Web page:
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How Do I Choose the Best Vintage plus Size Clothing?

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  • Written By: Lainie Petersen
  • Edited By: A. Joseph
  • Last Modified Date: 05 November 2016
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When buying vintage plus size clothing, you should be mindful of garment size, inspect each item carefully and learn about the shop's return policy. Investigate several vintage clothing retailers so that you have a wide selection of clothing from which to choose. If you have difficulty finding vintage plus size clothing that suits you or fits you, you might want to consider buying your clothing from a company that specializes in "retro" copycat pieces of vintage styles.

People who purchase clothing, especially women, should be aware that sizes are not standard between manufacturers. This means that someone who wears a size 14 dress from one company might be barely able get into a size 16 made by another company. These size differences can be even more pronounced in vintage clothing, because body types and sizes have changed over the years. When you visit a vintage clothing store or choose your vintage plus size clothing online, don't select an item by the size indicated on the label. Make sure that it fits by either trying it on or asking the online retailer for exact measurements of the garment itself.

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There are many sources of plus size clothing, so it is a good idea to familiarize yourself with several. Vintage plus size clothing is often hard to find, so it might behoove you to seek out several shops that you can regularly comb for styles that you like. If you can develop a relationship with a shop proprietor, you can ask him or her to keep an eye out for vintage plus size clothing in the styles and sizes that you like. This can help ensure that you will have a decent selection of clothing available on a regular basis.

Vintage clothing typically has been worn by others, or is at least several decades old, so it is very important that you inspect any item that you are considering buying. Some fabrics and trims don't hold up well over time, so be sure to look at whether the garment has any holes or tears or whether there are sections of the garment where the seams appear to be weak. Old stains might be hard to remove, so it might be best to avoid purchasing a stained garment, even if it is otherwise quite beautiful. Be sure to ask the retailer about its return policies. If all sales are final, then you should be extra careful in your inspection of any vintage plus size clothing that interests you.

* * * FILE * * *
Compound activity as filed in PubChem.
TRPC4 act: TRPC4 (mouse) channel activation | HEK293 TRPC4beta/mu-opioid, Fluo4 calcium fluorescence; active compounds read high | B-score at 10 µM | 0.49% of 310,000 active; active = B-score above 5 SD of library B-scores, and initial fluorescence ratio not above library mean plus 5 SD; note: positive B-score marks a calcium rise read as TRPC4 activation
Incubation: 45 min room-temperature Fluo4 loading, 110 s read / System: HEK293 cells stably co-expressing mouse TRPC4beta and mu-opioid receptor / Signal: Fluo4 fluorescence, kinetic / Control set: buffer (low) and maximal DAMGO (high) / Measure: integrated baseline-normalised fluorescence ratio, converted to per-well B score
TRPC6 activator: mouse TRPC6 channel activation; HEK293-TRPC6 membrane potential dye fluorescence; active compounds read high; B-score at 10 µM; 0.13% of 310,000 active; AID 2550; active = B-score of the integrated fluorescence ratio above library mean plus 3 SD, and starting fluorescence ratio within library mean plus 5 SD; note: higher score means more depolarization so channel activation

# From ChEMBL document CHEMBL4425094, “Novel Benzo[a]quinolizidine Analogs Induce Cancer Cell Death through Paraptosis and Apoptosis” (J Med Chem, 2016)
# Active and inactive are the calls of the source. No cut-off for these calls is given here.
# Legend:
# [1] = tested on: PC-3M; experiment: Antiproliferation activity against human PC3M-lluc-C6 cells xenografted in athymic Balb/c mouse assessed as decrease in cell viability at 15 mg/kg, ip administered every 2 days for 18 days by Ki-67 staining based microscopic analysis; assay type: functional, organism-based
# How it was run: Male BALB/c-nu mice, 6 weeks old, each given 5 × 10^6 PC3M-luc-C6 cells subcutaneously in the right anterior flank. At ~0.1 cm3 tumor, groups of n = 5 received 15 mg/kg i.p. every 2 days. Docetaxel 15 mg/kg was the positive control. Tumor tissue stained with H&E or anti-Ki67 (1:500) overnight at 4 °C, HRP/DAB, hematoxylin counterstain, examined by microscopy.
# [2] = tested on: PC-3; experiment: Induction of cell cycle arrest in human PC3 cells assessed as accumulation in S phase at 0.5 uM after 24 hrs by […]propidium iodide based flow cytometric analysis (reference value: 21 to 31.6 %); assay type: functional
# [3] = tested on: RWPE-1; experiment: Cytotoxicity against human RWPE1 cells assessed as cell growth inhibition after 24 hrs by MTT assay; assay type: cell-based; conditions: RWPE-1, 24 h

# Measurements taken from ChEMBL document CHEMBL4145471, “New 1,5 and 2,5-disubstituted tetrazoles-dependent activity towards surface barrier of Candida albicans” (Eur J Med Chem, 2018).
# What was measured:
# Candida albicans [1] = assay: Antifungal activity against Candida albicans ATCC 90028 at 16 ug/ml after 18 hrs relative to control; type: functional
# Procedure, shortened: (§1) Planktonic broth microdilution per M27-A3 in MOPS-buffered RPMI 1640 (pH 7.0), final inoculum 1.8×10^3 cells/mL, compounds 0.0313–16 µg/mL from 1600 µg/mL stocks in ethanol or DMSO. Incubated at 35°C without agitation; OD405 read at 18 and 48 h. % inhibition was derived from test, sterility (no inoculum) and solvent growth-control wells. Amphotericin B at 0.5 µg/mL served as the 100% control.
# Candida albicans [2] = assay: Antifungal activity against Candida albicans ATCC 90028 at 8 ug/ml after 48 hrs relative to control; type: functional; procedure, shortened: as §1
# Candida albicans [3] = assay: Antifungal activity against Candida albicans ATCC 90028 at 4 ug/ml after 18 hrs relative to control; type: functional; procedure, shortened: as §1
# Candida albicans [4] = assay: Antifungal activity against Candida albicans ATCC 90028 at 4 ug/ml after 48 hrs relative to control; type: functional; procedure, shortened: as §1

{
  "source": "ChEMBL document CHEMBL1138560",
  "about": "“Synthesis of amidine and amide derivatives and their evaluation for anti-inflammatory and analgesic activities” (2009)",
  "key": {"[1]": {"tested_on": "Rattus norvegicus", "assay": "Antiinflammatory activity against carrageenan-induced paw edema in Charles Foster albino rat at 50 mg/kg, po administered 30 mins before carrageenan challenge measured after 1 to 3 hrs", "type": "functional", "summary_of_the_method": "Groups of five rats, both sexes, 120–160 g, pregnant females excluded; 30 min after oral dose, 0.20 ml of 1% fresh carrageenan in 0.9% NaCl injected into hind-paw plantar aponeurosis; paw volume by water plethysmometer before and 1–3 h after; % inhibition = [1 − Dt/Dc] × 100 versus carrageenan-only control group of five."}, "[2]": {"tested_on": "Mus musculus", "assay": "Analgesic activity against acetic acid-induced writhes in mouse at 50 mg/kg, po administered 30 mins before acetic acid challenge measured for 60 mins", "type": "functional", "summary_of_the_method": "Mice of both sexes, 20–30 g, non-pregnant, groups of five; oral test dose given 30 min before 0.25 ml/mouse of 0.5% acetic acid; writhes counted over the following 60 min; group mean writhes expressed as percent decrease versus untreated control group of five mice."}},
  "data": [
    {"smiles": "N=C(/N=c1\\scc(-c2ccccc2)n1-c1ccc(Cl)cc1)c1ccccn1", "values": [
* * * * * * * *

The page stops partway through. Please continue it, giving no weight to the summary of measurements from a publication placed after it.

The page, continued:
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Mor
Post 3

@indigomoth - Personally, I'd rather just get my cheap, plus sized clothing from a real store. I think it's the one area in which internet sales aren't as good, since there is so much difference between how something looks on a hanger and how it looks when you have it on.

Not to mention, with vintage clothing you also have to be aware of the smallest details of the fabric, sensory stuff like smell and feel that you won't be able to process online and that can warn you if something is off.

You simply can't make the right decision online and I wouldn't buy vintage stuff online unless it was really cheap and I knew I wouldn't regret it either way.

indigomoth
Post 2

@pleonasm - One thing I think busty women need to be aware of when purchasing trendy plus size clothing is that the bra can make a huge difference to the fit of the clothes.

I have this gorgeous vintage silk dress that I was given by my mother and the first time I tried it on I was sorely disappointed by it. It didn't seem to fit around the chest area and I almost gave it away because it looked so bad.

But, I looked up different bra styles online and found out I should be wearing it with a shelf bra, rather than the one I was using.

Hey, presto, when I tried it with a shelf bra the fit was suddenly perfect.

I would make sure to make all your measurements appropriate to the bra you plan to wear with the clothes as well, since that can make a difference of a couple of inches.

pleonasm
Post 1

I would be cautious about buying plus size vintage clothing online, although if you do it properly, you might be able to get a bargain.

Just bear in mind what kind of fabric it is and what kinds of shapes generally fit you.

For example, I always have problems fitting my chest into clothes. I have a particularly large cup size and even if the clothing fits everywhere else, it will strain across my chest.

It can be very annoying, particularly if it means I can't buy something I really like.

So, if I am buying something without being able to try it on, I limit myself to fabrics which I know have enough give in them that I will definitely be able to fit myself into the top.

Otherwise, even if the measurements seem to be all right, the fit might end up being disappointing and that's a waste of money.

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